Table 1 Different classes of thyroid dysfunction

Statistical analysis

SPSS (Statistical Package for the Social Science, version 20, IBM, and Armonk, NY) was used for data analysis. Student’s t test and Chi2 test were used to compare continuous and nominal data, respectively. In case of comparison of continuous data of more than two groups, ANOVA was used. Correlation of thyroid hormones with components of metabolic syndrome was assessed by Pearson correlation. The level of confidence was kept at 95%; hence, a P value <0.05 indicated a significant association.


Baseline data of enrolled groups (Table 2)

Both studied groups had no significant difference as regard age and sex distribution, but patients with MetS had significantly higher body mass index, waist circumference, and blood pressure in comparison to the control groups.

Table 2 Baseline data of enrolled groups

Baseline laboratory data among the studied groups (Table 3)

FBG was significantly higher among MetS group (139.51 ± 14.32 vs. 83.16 ± 6.81 mg; P< 0.001). Also, there were significant differences in all parameters of lipid profile between both studied groups. Patients with metabolic syndrome had significantly higher TSH and free T4 in comparison to control group.

Table 3 Baseline laboratory data among the studied groups

State of thyroid function among enrolled groups (Tables 4 and 5)

TD was more frequent in MetS group (32% vs. 9%; P<0.001). Subclinical hypothyroidism, subclinical hyperthyroidism, and overt hypothyroidism presented in 21%, 6%, and 5% of MetS group respectively and 6%, 2%, and 1% of the control group respectively.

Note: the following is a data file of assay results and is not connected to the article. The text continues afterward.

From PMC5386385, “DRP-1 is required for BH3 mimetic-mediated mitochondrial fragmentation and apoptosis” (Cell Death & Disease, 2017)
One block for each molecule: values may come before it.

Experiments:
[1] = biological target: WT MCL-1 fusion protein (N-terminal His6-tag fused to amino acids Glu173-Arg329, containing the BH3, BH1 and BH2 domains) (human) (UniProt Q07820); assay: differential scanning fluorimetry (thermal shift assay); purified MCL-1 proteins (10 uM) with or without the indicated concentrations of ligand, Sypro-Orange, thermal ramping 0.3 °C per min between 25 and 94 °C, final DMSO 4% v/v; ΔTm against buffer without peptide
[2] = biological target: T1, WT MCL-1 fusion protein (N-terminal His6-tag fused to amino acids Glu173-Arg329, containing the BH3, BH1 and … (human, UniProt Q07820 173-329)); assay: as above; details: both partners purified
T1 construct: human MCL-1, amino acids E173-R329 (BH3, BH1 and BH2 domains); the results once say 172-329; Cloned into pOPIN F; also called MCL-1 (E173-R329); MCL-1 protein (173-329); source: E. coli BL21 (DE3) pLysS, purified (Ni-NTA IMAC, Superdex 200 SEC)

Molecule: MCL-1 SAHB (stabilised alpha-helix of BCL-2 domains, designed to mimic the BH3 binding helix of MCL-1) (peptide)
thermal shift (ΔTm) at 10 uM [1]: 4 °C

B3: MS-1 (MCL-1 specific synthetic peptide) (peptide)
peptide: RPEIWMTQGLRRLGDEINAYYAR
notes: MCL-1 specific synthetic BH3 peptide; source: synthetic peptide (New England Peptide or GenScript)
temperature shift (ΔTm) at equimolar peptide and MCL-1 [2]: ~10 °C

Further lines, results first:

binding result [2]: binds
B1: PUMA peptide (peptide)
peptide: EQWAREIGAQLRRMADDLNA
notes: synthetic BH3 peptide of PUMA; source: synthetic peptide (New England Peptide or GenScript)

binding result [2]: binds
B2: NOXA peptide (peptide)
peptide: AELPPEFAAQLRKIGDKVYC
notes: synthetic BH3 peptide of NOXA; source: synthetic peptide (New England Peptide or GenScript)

Table 4 Status of thyroid function among enrolled groups
Table 5 Frequency of thyroid dysfunction based on criteria of metabolic syndrome

Based on the number of metabolic criteria among the MetS group, those patients were further subgrouped into the following: 13 (13%) patients had three criteria, 55 (55%) patients had four criteria, and 32 (32%) patients had five criteria. These subgroups had insignificant difference as regard status of thyroid function (P> 0.05) (Table 5).

Correlation of thyroid hormones with components of metabolic syndrome (Table 6)

TG level in the blood has significant positive correlation with TSH (r= 0.33; P= 0.02), and FBG has significant positive correlation with T3 (r= 0.22; P= 0.02). Also, TG level in the blood has significant positive correlation with T4 (r= 0.24; P= 0.02), and waist circumference has significant negative correlation with T4 (r= −0.26; P= 0.01). Other correlations were insignificant (Fig. 1).

Table 6 Correlation of thyroid hormones with metabolic syndrome components
Fig. 1
figure 1

Correlation between A TG and TSH, B FBG and free T3, C TG and free T4, and D WC and free T4. TSH, thyroid-stimulating hormone; FT4, free thyroxine; FT3, free triiodothyronine; TG, triglyceride; WC, waist circumference; FBG, fasting blood glucose